(E-Mail Removed) (English Teacher) writes:

>What would be the most useful language to learn among:

>Java, C, C#, C++, VB, VB.NET, DELPHI?
One that incorporates as much of an algebraic theory of control flow

structures within by embedding the greatest degree of equivalences

between them. This is especially important for the deployment of

practical algebraic tools and methods for mathematical verification,

transformation and optimization.

Both C and C++ have the required degree of fluidity in their control

flow structures. In contrast, things tends to be frozen in place in

Java and BASIC dialects, thus increasingly requiring algebraic steps in

control flow structure manipulations and computations to go outside the

language during intermediate steps.

Also important is to minimize the degree of built-in'edness, which

really straightjackets everything at the outset. This is directly tied

to the issue of fluidity: more built-in'edness tends to be symptomatic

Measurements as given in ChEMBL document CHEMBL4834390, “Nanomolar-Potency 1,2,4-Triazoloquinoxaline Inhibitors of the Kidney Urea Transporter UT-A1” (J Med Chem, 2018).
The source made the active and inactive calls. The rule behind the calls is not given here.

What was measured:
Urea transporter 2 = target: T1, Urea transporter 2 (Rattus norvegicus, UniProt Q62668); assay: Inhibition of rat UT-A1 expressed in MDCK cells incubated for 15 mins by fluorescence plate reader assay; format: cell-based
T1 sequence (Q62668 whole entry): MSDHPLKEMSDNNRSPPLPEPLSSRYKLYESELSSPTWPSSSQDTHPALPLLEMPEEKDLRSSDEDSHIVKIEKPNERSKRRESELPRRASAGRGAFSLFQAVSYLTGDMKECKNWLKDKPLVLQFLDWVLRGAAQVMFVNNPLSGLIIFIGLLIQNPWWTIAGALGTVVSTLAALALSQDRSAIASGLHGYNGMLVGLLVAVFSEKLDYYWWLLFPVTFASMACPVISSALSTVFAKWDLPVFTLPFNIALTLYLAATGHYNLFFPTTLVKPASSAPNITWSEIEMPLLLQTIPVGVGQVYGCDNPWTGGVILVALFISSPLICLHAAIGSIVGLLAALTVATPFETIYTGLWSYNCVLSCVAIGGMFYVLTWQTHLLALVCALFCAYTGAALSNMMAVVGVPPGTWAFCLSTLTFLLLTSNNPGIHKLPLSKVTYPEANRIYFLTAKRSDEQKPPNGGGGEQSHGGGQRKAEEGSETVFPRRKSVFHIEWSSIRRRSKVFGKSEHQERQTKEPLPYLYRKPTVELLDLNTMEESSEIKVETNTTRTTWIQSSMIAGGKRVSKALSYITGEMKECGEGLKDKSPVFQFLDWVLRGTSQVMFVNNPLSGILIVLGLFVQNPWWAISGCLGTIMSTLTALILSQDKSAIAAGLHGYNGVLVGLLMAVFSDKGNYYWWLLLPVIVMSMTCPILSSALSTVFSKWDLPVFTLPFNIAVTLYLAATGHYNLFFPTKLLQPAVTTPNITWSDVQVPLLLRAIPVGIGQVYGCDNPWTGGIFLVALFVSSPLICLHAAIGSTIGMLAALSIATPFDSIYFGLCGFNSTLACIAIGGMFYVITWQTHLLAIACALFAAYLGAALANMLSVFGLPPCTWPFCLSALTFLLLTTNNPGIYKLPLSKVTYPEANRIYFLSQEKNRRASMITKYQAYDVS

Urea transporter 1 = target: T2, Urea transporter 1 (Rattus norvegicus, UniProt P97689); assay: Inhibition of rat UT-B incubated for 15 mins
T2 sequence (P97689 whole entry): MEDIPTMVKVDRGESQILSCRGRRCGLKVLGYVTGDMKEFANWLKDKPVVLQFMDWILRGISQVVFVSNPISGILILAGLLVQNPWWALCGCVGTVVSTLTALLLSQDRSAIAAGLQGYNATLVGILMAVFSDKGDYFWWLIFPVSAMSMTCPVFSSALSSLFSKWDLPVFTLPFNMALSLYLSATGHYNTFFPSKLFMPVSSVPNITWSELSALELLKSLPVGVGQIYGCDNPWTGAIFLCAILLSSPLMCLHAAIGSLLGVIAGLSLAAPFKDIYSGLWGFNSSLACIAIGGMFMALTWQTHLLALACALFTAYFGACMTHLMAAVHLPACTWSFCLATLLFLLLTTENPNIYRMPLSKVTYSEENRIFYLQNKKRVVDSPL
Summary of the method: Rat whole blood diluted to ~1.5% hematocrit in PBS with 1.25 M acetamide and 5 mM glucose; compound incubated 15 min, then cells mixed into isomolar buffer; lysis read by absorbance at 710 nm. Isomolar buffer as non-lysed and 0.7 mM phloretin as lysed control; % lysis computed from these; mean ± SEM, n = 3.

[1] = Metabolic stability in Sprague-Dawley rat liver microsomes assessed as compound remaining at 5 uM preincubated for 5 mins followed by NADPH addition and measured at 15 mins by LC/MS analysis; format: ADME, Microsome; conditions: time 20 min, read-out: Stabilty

of lesser fluidity.

This, too, favors a C/C++ approach, with suitable libraries (if need

be) to handle the native features that might be incorporated in the

other languages. C++ has the best advantage in terms of its ability

(when used right) for nearly seamless extension by quasi-native add-ons.

Ironically, strictures placed on some of the control flow structures --

which greatly impedes the enterprise of algebraic mathematical

verification, transformation and optimization, are often placed in the

name of "reliability" (particularly, that put on the "for" loop in

some of these languages, Pascal was the worst).

If the BASIC dialects were to incorporate more of the C-like syntax, they'd

have the advantage over C. C++, however, would probably still have the

advantage over both, since you can bring in the features native to BASIC

via appropriate class definitions.

The main disadvantage of C++ is its overly-bureaucratic design. It's

almost as if the language was conceived by a committee of suit-wearing

company men at some large corporation or something, heavily imbued

in the "latest-buzz" and "everything is a programme" mindset of companyese.